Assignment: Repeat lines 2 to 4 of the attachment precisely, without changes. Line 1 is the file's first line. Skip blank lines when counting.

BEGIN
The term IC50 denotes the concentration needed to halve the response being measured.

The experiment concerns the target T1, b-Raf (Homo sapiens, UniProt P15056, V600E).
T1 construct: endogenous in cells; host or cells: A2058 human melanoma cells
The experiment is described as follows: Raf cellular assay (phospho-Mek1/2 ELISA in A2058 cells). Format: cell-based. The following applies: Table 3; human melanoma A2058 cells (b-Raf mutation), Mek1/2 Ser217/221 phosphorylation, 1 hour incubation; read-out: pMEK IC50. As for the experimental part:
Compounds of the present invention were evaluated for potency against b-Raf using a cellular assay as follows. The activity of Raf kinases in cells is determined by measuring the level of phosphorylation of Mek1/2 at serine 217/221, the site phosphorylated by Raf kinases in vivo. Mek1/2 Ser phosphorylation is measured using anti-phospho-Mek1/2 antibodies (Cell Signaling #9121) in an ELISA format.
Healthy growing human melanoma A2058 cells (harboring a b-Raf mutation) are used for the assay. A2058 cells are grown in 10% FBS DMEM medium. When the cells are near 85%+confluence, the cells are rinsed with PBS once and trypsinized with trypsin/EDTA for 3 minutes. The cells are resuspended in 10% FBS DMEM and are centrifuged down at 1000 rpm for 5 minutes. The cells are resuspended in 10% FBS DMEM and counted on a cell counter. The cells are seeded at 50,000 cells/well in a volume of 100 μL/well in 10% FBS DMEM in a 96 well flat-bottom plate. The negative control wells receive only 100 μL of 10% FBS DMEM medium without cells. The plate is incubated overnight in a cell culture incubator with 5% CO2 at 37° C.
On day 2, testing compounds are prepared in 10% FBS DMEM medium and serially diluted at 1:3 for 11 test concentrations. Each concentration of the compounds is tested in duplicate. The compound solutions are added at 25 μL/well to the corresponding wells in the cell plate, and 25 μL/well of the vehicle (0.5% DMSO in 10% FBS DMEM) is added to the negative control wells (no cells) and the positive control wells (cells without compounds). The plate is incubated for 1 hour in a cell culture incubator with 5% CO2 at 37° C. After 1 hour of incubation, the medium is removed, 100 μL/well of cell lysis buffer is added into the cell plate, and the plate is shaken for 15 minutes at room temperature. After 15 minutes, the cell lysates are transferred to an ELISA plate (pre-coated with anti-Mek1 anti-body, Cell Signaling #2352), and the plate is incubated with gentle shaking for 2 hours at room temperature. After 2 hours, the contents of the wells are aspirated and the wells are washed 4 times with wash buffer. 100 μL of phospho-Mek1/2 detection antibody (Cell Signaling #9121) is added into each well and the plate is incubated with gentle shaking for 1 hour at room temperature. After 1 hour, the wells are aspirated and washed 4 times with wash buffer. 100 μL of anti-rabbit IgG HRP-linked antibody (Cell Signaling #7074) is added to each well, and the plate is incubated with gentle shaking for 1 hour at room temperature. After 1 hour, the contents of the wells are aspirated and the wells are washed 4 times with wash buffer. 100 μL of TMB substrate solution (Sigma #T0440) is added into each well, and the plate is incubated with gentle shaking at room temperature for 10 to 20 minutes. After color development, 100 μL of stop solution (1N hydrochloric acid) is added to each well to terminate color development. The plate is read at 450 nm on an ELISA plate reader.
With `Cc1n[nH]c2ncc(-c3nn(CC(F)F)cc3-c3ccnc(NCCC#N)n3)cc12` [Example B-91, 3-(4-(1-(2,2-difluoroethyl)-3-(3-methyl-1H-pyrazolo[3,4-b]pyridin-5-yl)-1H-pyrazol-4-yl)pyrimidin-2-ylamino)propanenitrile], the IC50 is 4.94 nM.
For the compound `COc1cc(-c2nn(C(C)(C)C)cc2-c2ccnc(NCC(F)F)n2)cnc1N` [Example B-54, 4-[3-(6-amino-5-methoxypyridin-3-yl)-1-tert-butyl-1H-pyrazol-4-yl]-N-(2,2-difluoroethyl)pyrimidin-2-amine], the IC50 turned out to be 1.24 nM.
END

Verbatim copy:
The experiment concerns the target T1, b-Raf (Homo sapiens, UniProt P15056, V600E).
T1 construct: endogenous in cells; host or cells: A2058 human melanoma cells
The experiment is described as follows: Raf cellular assay (phospho-Mek1/2 ELISA in A2058 cells). Format: cell-based. The following applies: Table 3; human melanoma A2058 cells (b-Raf mutation), Mek1/2 Ser217/221 phosphorylation, 1 hour incubation; read-out: pMEK IC50. As for the experimental part: